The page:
Congressional Report Cards (logo)

Frequently-Asked Questions

How accurately do the numeric scores reflect the level of support given by a Congress member to the legislation considered important by an information provider?

Numerical scores based on a small number of actions (votes and cosponsorships) are not very useful. That is why we do not even display scores that would be based on fewer than five actions. We recommend that you view the member’s position, the information provider’s position, and the provider’s description for each action. Click the bar graph to see the Details Page for the given provider and year.

Why are some legislation descriptions missing?

We started re-printing the providers' legislation descriptions in 1999. Due to limited resources, we will not be adding the pre-1999 descriptions

How different are the Report Card scores from any ratings published by the information providers themselves?

Often they are identical. Any differences can be attributed to one of the following:

  • The way "missed" votes are counted may be different. If a member does not vote (or otherwise make his/her position known) during a vote, we count that as a "wrong" vote. Some providers disregard these votes when calculating their ratings.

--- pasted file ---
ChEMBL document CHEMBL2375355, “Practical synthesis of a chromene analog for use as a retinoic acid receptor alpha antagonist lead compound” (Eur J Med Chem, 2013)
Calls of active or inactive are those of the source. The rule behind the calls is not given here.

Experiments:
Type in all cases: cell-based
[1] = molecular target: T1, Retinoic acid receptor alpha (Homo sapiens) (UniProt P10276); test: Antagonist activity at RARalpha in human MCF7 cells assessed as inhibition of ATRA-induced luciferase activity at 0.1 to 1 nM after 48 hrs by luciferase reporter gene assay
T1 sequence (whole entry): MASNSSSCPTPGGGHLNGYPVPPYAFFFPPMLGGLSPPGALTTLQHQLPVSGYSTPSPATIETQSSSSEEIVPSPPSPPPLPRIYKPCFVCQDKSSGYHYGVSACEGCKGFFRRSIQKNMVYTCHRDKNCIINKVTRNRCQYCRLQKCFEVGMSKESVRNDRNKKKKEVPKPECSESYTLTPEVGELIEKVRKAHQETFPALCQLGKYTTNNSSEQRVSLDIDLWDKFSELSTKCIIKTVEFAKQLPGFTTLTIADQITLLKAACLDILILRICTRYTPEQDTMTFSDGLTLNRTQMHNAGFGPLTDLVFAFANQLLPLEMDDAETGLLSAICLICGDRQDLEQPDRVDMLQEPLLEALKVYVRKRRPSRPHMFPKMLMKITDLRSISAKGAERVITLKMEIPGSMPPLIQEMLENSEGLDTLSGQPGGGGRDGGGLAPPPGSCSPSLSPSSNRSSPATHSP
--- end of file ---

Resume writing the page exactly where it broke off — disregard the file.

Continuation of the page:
• Some providers combine votes taken over two or more years into one rating. Each VIS Score includes only votes taken during a single calendar year.
  • We only support two weights for each action (vote or cosponsorship): standard and double-weighted. Some providers use more than two weights when calculating their scores.

Why do you list 34 congressional districts in New York State, even though there are now only 31 of them?

This is a result of the 1992 redistricting during which NY and other states, especially in the Northeast, lost congressional districts because their population had become smaller relative to other states such as Texas and California. Notice that there are no scores past 1992 in the reports for NY districts 32 through 34. Redistricting happens every ten years.

Your information seems to be somewhat dated. 
How often are the Report Cards updated?
Why isn't my representative's position on Vote X taken last week available?

We are not a news site. The Report Cards are updated 2-3 times a year.

In our Report Cards, we use the information published by the information providers (specifically, their position on legislation or votes). This information is published by the providers typically after the congressional session ends. Some providers may take 6-9 months and some may do it only once every two years.

Information on the most recent activity in the U.S. Congress is available for the following sources not affiliated with VIS: